When You Reach Me Quotes

Rate this book
Clear rating
When You Reach Me When You Reach Me by Rebecca Stead
78,581 ratings, 4.08 average rating, 10,972 reviews
Open Preview
When You Reach Me Quotes Showing 1-30 of 53
“Well, it's simple to love someone," she said. "But it's hard to know when you need to say it out loud.”
Rebecca Stead, When You Reach Me
tags: love
“Mom says each of us has a veil between ourselves and the rest of the world, like a bride wears on her wedding day, except this kind of veil is invisible. We walk around happily with these invisible veils hanging down over our faces. The world is kind of blurry, and we like it that way. But sometimes our veils are pushed away for a few moments, like there's a wind blowing it from our faces. And when the veil lifts, we can see the world as it really is, just for those few seconds before it settles down again. We see all the beauty, and cruelty, and sadness, and love. But mostly we are happy not to. Some people learn to lift the veil themselves. Then they don't have to depend on the wind anymore.”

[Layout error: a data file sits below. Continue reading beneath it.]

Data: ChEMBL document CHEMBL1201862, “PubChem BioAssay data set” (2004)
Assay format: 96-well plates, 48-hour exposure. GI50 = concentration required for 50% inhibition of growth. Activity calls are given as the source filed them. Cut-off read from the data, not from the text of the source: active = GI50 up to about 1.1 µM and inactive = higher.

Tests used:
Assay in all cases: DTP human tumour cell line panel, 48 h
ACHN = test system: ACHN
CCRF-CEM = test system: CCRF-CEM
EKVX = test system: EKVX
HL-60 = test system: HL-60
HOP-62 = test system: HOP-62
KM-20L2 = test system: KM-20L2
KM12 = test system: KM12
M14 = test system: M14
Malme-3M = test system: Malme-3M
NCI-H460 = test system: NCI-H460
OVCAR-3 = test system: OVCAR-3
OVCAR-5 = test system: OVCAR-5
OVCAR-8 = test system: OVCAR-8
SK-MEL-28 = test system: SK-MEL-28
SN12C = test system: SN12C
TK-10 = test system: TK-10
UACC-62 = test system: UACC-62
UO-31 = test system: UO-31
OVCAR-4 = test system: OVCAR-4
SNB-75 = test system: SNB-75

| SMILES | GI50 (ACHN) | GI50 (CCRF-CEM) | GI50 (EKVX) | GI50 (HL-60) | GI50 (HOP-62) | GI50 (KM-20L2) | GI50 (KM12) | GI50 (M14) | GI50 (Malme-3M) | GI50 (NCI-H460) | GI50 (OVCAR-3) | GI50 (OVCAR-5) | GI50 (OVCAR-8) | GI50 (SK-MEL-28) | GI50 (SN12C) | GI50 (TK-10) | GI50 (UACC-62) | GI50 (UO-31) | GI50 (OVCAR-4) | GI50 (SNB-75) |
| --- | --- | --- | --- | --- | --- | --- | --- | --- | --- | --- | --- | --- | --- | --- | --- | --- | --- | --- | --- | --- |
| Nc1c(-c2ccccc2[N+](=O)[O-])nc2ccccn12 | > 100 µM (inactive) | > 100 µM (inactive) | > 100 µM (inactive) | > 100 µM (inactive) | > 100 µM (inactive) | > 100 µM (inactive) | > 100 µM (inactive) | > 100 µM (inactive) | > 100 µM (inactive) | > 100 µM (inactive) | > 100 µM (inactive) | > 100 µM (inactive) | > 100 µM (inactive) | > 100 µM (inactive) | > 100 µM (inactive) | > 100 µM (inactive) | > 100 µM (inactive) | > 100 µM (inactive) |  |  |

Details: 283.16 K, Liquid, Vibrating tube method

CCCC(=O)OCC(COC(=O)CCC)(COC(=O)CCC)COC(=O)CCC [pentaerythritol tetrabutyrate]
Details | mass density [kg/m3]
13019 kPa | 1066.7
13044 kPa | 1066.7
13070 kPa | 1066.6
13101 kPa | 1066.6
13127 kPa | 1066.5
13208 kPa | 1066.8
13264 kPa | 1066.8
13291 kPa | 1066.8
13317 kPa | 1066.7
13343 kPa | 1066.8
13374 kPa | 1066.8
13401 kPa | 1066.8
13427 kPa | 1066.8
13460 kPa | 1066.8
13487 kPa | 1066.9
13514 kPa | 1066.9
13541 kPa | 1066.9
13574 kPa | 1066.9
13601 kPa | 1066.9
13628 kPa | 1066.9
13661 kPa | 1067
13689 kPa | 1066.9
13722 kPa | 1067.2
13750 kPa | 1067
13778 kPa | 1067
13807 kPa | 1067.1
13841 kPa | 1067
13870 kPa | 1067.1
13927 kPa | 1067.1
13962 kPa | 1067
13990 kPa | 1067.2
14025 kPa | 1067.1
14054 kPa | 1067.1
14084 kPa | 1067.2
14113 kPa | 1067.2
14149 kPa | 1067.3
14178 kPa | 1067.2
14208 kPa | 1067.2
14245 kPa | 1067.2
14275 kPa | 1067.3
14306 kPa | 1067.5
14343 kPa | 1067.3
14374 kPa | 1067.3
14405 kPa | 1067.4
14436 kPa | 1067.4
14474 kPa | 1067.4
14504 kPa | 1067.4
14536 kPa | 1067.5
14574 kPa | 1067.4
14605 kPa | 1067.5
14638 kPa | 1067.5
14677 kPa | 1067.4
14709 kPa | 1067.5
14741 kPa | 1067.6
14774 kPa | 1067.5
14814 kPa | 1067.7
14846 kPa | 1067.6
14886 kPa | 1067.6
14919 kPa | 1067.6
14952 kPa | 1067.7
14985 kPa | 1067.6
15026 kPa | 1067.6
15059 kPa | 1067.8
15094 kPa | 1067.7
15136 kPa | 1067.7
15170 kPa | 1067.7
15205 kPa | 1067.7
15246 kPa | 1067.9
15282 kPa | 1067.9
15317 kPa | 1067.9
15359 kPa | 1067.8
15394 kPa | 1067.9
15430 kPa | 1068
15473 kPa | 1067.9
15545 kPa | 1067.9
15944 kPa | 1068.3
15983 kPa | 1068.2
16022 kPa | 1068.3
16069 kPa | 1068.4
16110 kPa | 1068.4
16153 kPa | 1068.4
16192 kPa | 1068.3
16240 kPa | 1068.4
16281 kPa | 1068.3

Rebecca Stead, When You Reach Me
“Sometimes you never feel meaner than the moment you stop being mean. It's like how turning on a light makes you realize how dark the room had gotten. And the way you usually act, the things you would have normally done, are like these ghosts that everyone can see but pretends not to.”
Rebecca Stead, When You Reach Me
“Pajamas are good for the soul.”
Rebecca Stead, When You Reach Me
“I don't know. I just feel stuck, like I'm afraid to take any steps, in case they're the wrong ones.”
Rebecca Stead, When You Reach Me